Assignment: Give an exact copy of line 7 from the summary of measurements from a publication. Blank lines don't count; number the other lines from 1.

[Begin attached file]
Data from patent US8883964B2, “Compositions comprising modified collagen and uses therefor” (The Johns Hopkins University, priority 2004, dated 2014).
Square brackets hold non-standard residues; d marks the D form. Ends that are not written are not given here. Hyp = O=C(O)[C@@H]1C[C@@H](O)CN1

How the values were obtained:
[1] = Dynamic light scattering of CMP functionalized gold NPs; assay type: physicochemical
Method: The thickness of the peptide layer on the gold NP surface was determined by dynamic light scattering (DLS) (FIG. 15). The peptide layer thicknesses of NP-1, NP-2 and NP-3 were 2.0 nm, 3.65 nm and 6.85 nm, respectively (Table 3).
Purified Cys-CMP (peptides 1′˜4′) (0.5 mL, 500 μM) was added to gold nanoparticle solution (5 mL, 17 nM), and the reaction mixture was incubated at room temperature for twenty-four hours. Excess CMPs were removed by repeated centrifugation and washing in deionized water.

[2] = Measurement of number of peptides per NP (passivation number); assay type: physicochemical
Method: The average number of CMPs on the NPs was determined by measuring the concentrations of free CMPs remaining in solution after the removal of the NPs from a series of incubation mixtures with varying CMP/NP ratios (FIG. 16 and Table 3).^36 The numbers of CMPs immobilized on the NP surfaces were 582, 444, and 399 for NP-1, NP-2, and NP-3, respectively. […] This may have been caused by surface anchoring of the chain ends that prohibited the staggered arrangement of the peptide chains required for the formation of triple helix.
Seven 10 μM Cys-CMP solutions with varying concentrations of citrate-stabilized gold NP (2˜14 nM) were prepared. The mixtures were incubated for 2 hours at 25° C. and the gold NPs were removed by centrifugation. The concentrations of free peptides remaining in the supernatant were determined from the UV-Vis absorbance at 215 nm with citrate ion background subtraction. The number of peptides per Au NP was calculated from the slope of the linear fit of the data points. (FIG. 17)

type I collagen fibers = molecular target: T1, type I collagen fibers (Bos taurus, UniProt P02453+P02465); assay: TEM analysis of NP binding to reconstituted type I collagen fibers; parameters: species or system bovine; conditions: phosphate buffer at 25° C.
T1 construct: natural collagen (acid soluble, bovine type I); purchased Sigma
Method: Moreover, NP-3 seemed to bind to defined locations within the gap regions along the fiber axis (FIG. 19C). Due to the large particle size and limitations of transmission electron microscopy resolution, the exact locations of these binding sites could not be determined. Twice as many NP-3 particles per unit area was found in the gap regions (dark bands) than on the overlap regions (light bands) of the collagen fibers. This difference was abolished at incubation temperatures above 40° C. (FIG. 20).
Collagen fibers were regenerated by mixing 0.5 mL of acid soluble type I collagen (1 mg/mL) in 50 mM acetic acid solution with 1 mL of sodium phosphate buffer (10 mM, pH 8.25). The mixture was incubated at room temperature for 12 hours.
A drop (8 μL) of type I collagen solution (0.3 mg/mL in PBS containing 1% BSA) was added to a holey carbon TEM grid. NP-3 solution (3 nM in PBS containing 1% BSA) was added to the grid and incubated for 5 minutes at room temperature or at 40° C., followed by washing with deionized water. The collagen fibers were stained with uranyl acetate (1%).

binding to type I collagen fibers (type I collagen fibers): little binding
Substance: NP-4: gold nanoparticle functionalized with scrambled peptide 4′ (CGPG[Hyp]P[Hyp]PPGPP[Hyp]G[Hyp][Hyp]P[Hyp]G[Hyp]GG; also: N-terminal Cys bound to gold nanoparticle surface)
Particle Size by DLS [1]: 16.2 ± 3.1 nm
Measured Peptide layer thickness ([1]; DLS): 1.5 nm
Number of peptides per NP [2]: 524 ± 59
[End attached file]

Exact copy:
[2] = Measurement of number of peptides per NP (passivation number); assay type: physicochemical